• “I don’t think you’d feel very much,” says one physicist. Instant death, insists another. One suggests it would feel like 100 billion “pin pricks,” which doesn’t sound fun. How exactly would it feel to have the force of “an aircraft carrier moving at 11 knots” condensed into the size of a sub-atomic particle running through your hand? No one knows, it seems, and no one wants to find out.
    • As Arndt explains, the infrequent smokers may have been responding to thoughts of death by trying to reduce their own vulnerability. But students who were heavy smokers reacted to thoughts of death by taking even harder drags on their cigarettes. Arndt suggests they might have been sub­conscious­ly attempting to dispel a negative mood with an enjoyable activity. Although the reason is unclear, the finding suggests that the psychology involved in smoking and thinking about death is more complicated than previously assumed. Therefore, graphic warning labels on cigarettes might not have the intended effect on everyone who sees them.
    • News that George Lucas is re-releasing his Star Wars franchise in 3-D has created a schism within one of the world’s most passionate fan communities. Starting in 2012 with “Episode 1, The Phantom Menace,” Lucas will release a Star Wars film in 3D every year ending with “Return of the Jedi.” The reaction from diehards has been both swift and diverse.
    • A man died after downing a pint of vodka in four seconds, an inquest heard. Richard Davies, 29, from Thornaby, near Stockton, had been drinking with friends before the alcohol knocked him unconscious in January. Mr Davies was found not breathing in a pool of his own blood, and died hours later.
    • ‘Thanks to Reggie (that’s Obama’s personal aide), my rap palate has greatly improved. Jay-Z used to be sort of what predominated, but now I’ve got a little Nas and a little Lil Wayne and some other stuff, but I would not claim to be an expert. Malia and Sasha are now getting old enough to where they start hipping me to things. Music is still a great source of joy and occasional solace in the midst of what can be some difficult days.’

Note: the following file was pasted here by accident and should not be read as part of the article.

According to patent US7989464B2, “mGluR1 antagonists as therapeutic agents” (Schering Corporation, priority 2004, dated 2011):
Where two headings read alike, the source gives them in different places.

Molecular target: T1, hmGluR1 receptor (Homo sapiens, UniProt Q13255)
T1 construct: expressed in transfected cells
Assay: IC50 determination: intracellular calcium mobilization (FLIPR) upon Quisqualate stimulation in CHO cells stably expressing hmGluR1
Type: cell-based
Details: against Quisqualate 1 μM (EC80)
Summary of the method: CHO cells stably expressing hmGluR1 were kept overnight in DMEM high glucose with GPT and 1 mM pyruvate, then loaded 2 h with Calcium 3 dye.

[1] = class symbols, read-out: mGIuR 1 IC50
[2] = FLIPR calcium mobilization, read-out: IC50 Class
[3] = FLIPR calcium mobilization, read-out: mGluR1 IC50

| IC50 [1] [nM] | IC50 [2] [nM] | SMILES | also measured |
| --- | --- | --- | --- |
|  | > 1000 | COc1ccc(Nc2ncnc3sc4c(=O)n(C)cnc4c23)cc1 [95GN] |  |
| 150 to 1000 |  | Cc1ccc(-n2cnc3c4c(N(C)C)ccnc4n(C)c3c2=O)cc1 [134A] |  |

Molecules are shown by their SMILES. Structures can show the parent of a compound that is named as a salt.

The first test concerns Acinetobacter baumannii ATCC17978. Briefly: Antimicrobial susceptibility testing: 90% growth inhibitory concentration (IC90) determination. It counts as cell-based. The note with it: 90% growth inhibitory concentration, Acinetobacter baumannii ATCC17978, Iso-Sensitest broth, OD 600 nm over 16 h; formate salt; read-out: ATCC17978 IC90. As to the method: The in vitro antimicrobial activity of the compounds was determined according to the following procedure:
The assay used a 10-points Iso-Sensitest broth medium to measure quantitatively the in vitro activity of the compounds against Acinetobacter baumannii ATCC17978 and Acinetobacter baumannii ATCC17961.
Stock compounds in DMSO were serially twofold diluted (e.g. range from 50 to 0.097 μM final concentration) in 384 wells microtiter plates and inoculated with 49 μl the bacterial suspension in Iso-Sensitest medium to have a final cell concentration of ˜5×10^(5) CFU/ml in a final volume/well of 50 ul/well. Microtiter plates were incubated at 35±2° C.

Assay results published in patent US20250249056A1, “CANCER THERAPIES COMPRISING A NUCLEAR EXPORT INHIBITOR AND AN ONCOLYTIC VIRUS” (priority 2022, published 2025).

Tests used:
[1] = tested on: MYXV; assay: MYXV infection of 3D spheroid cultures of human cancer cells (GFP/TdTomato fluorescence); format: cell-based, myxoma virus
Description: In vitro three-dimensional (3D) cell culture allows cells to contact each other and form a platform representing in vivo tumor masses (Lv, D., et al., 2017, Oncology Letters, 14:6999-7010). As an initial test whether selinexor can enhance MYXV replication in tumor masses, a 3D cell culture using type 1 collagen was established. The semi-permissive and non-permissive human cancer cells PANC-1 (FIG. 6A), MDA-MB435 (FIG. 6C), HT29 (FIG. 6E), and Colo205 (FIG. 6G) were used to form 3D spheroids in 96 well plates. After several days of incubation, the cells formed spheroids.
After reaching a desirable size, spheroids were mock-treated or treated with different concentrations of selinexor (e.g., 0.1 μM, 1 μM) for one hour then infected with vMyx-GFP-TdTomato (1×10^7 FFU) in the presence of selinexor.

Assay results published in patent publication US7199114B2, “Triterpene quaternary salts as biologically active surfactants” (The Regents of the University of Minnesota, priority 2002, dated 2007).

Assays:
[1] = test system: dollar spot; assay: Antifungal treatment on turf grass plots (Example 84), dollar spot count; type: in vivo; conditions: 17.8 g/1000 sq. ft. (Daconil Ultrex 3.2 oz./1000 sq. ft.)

• We always hear about celebrities checking into rehab for their various addictions, expletive-laden tirades, or episodes of “exhaustion.” Lindsay Lohan just checked in yesterday for the eighth time. Where do they disappear to while trying to get clean? Let’s look.
    • Swiftboaters beware! Truthy helps you understand how memes spread on Twitter. With our images and statistics, you can help identify political misinformation and other astroturfing.
    • Thanks Carlen Altman
    • The pair detailed how they managed it in a paper published in the International Journal of Social Robotics. Two robots — one black and one red — were taught to play hide and seek. The black, hider, robot chose from three different hiding places, and the red, seeker, robot had to find him using clues left by knocked-over colored markers positioned along the paths to the hiding places. However, unbeknownst to the poor red seeker, the black robot had a trick up its sleeve. Once it had passed the colored markers, it shifted direction and hid in an entirely different location, leaving behind it a false trail that managed to fool the red robot in 75 percent of the 20 trials that the researchers ran. The five failed trails resulted from the black robots’ difficulty in knocking over the correct markers.